I have so many things I could blog about right now, I don't even know where to begin.
Should I speak about how I suddenly found myself volunteering to be the BC representative board member for the newly formed Exotic Dancers Rights Association of Canada? Or how I attended my first parent montessori meeting and heard my voice offering to co-chair the committee?
Or what about the overdose death of my friend, Katherine, whom I wrote I Look Like One of Them in honour of so many months ago - before her transformation and success with the first few steps of the twelve step program that she was so proud of, then the subsequent relapse that took her life.
I got a job too. I've sent so many resumes in the last three years. Except for the request of my resume and interview with Orato a few months ago, I have never had a response to any of my job inquiries. I think I was too inexperienced three years ago when I initially looked for work, then too pregnant (so I mostly didn't bother).
More recently, I think my resume has been put in many reject piles because of all the sex industry work on it. But I feel very skilled because of this work and if I omitted it from my resume, we're left with waitressing and six months at SFU out of my practicum. Not enough to earn the wages I deserve.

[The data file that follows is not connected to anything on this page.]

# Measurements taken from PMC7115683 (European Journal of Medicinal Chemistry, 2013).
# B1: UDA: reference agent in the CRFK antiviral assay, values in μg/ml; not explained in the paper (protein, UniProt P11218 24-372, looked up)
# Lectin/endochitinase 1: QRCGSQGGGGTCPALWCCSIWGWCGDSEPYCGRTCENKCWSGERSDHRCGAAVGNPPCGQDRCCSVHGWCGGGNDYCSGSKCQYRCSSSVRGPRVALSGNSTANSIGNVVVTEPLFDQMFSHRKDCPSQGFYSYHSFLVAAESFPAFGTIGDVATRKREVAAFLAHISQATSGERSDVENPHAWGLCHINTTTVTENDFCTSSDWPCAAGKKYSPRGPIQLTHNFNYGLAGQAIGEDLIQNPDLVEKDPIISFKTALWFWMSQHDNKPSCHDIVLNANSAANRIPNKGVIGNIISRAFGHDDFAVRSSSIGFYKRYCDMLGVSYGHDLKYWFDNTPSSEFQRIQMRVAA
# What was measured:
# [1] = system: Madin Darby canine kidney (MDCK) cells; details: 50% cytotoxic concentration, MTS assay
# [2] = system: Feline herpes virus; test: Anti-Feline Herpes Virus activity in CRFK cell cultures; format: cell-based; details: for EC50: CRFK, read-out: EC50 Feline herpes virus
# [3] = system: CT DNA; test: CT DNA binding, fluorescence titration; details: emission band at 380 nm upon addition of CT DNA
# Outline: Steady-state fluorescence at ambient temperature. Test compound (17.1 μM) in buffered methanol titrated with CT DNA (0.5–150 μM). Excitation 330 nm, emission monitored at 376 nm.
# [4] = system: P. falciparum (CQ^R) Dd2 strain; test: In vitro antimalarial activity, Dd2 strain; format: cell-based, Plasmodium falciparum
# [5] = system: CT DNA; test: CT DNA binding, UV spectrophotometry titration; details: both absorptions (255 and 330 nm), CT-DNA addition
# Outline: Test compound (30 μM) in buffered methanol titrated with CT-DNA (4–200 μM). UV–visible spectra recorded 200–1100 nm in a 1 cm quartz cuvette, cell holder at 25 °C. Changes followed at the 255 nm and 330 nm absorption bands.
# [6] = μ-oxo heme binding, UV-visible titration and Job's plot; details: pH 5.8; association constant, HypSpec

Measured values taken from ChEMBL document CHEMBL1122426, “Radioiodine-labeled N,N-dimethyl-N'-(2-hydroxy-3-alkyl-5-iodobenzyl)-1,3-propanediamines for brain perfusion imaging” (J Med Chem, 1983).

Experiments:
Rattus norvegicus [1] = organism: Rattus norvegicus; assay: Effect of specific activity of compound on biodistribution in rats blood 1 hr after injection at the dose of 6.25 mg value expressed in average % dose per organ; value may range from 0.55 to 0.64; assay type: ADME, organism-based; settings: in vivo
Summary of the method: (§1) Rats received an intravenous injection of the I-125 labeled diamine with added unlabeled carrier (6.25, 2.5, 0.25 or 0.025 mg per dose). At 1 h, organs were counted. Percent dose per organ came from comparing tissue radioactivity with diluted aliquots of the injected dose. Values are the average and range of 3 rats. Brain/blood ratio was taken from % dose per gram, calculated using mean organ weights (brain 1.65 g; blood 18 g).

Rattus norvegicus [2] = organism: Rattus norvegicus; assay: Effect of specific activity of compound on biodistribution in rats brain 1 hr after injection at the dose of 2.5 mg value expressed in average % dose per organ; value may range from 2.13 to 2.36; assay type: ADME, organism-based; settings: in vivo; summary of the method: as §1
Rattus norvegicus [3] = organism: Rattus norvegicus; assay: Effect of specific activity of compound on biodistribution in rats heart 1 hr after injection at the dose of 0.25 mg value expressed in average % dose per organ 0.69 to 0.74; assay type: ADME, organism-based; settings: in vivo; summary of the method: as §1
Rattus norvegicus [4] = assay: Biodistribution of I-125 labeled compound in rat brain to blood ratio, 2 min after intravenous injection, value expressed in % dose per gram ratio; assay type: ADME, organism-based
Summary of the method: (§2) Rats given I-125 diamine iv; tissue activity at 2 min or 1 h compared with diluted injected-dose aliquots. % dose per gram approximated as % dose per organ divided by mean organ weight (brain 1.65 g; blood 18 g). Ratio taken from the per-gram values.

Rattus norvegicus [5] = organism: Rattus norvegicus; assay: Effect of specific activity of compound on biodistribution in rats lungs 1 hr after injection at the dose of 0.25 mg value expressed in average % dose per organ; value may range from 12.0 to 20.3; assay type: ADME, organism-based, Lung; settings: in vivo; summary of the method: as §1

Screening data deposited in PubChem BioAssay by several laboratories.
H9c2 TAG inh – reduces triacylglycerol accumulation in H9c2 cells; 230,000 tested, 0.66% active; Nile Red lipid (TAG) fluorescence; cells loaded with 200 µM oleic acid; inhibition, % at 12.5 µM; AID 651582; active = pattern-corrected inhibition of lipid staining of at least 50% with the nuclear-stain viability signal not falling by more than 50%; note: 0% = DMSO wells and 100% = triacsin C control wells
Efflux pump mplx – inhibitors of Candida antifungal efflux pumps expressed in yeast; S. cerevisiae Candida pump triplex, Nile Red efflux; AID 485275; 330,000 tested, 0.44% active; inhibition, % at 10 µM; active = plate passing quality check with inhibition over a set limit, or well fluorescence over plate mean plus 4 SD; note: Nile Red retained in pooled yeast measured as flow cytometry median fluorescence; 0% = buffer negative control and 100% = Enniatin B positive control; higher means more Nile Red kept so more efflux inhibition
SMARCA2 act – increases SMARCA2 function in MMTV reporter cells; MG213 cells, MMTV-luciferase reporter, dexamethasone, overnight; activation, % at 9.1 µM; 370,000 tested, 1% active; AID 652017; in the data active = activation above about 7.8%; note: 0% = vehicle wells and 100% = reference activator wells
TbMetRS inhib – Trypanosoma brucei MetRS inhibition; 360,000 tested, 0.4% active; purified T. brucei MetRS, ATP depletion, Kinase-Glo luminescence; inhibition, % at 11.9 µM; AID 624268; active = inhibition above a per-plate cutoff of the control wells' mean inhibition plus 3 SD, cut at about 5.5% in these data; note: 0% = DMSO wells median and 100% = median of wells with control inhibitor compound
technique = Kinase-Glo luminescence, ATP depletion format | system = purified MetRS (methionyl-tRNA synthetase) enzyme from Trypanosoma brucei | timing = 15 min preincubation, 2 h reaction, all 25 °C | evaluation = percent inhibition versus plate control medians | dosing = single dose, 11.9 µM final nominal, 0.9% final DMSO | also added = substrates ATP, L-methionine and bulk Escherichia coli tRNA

Funny, this sense of entitlement that has come over me. It's not a chip-on-the-shoulder kind of entitlement, or a self-righteous - I've worked my ass off to get where I am - sense of entitlement either. I just know that we are all entitled to the best. We must only ask and we will receive. I can manifest poverty, or I can have it all.
Years of rejection could have made me insecure. But the truth is that every job I sent my resume out to that never responded was a job I didn't really want. I'd press that send button and when I never heard back, I didn't know whether to be disappointed or relieved.
Everything's been different with this job. When I clicked the send key, I felt this calm and pleasure come over me, like I had made the right decision. They called me the Monday after the Friday deadline to schedule an interview. I could have prepared, but I didn't. I just went to that interview with the intention to be myself and see what happens.